Estimating the extent to which PLHIV in Burundi interrupted ART during the COVID-19 health crisis may provide a greater understanding of the impact of crises (political, social, economic or health8) on HIV care in the country. It may also help to highlight possible solutions to prevent ART interruption during future crises.

In the present study, 11.7% of participants reported ART interruption during the first year of the COVID-19 pandemic in Burundi. In 2020, loss to follow-up in Burundi was estimated at 6.5% two years after ART initiation29. The reasons for ART interruption given by the participants in our study reflect the factors highlighted in the multivariable analysis.

The inability to reach HIV health services was one of the main reasons reported for interrupting ART in our study.. Between January and July 2021, the costs arising from obligatory face masks for use in public transportation and in places where people gathered20,21, most probably led people to restrict their movements30 and therefore limited HIV healthcare service access.

Multi-month dispensing of ART in HIV clinics was recommended in Burundi in January 2020 and implemented in July 2020 following the country’s official declaration of the COVID-19 health crisis as a way to tackle insufficient ART uptake31. ANSS-Santé PLUS followed this recommendation by providing three-month (instead of one-month) ART supplies to those who preferred to collect their medications at the CBO’s premises32. Our study found that multi-month dispensation was a positive innovation, as it was inversely associated with ART interruption. This finding reflects other studies which found that multi-month dispensing of ART acted as a facilitator to ART adherence in times of crises, especially when physical accessibility to HIV clinics was problematic33,34,35. The present study therefore suggests that in times of crises greater emphasis should be made on ensuring that PLHIV are provided with enough ART for several months, in case they are not able to go to their HIV health clinic.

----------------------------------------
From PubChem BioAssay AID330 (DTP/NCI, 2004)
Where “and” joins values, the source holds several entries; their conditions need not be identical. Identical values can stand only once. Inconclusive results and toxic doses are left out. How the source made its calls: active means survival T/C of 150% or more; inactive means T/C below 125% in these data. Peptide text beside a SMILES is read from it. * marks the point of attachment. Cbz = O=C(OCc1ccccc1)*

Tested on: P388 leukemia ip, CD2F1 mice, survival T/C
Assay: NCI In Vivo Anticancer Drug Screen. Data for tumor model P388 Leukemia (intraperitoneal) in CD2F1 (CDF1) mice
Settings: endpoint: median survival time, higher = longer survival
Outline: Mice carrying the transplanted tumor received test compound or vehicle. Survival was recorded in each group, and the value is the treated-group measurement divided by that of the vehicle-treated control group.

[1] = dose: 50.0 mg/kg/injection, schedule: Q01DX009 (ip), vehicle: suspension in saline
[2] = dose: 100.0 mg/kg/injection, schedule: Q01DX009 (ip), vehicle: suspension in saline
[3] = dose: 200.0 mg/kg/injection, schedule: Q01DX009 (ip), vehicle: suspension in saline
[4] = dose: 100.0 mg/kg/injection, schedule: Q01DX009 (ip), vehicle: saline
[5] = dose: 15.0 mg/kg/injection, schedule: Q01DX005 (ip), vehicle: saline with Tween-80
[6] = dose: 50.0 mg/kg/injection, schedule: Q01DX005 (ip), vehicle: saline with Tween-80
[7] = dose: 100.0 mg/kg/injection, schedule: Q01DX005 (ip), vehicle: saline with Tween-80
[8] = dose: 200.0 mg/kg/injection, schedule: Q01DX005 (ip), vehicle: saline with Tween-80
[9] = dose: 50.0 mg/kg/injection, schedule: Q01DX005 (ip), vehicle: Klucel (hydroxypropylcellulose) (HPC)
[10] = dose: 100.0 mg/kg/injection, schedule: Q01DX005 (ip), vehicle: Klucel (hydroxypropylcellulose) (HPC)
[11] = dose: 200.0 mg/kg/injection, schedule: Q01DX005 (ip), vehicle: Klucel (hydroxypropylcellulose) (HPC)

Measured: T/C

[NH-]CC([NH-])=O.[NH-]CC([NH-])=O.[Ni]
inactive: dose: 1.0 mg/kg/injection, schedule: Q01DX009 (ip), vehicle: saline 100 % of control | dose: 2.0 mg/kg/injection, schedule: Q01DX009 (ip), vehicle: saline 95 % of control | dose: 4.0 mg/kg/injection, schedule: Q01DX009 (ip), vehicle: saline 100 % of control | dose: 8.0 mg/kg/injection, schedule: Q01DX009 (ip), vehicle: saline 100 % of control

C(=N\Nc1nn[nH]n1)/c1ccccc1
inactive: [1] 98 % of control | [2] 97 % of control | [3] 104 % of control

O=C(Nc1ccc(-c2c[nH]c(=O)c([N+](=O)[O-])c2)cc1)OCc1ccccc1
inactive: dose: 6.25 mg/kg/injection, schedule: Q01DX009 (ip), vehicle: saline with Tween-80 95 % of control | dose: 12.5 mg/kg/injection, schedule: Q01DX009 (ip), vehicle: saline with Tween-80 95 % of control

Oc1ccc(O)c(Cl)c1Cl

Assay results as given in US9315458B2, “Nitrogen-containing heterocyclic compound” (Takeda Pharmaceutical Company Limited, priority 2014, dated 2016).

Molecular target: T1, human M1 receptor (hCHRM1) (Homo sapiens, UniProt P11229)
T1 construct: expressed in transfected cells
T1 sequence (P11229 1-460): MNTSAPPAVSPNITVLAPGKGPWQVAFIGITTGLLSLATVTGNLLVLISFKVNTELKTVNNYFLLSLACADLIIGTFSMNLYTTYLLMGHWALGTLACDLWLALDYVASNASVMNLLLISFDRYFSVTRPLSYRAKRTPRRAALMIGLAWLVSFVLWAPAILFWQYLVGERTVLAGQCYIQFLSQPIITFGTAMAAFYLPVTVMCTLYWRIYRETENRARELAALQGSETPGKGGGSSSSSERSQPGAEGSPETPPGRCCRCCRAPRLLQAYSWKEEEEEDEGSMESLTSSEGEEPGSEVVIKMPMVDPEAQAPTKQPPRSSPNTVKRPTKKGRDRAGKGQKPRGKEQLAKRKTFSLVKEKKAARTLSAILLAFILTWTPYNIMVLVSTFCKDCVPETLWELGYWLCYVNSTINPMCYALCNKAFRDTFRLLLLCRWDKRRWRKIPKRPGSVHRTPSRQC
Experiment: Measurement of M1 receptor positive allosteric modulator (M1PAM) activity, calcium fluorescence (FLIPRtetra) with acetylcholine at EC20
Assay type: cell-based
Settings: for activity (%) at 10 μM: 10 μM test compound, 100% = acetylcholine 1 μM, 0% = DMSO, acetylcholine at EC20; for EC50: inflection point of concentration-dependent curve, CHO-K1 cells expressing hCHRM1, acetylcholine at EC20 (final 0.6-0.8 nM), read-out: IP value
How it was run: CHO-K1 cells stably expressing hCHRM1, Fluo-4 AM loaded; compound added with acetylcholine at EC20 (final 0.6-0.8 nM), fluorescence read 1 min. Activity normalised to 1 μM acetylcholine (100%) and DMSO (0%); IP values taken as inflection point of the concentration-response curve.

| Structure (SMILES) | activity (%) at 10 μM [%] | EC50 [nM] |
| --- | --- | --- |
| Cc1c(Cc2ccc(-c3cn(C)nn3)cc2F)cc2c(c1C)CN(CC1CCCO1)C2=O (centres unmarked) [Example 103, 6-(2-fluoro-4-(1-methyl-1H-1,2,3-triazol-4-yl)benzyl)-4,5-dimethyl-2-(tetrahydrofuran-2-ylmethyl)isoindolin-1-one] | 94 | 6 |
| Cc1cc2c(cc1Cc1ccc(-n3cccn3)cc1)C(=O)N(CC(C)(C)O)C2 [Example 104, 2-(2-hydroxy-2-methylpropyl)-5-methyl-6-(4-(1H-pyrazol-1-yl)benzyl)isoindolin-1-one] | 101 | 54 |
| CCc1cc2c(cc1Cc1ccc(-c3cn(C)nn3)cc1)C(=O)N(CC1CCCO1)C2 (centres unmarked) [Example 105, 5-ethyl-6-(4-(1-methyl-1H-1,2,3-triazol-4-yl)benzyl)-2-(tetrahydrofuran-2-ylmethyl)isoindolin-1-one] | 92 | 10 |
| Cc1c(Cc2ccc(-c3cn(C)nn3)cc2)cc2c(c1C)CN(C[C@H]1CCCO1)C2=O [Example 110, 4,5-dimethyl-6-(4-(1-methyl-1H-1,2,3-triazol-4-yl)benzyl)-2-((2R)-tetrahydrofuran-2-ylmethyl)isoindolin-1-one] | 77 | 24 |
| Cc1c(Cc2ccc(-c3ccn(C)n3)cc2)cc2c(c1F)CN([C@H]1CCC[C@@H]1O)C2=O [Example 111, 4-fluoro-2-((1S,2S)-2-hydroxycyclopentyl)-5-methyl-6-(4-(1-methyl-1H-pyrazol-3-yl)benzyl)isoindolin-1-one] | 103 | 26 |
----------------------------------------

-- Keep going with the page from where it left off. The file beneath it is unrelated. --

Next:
Another innovation implemented in Burundi during the COVID-19 crisis was community-based distribution of ART by CHW17,21 to ensure continuity of care to stable PLHIV. Starting in 2021, ANSS-Santé PLUS ensured distribution through its different community delivery points36. However, our multivariable analysis did not highlight any significant difference between PLHIV who received ART from peer CHW and those who received it directly at the clinic. This result contrasts with findings in certain other contexts where community-based delivery was associated with better treatment adherence16,35,37,38 whether in times of crises or not39,40. This discrepancy may be explained by a fear of being recognized – and therefore stigmatized—as a PLHIV by persons in the general community if one were to go to an ART delivery point, something which has been observed in other contexts (e.g. Uganda)16,38,41,42.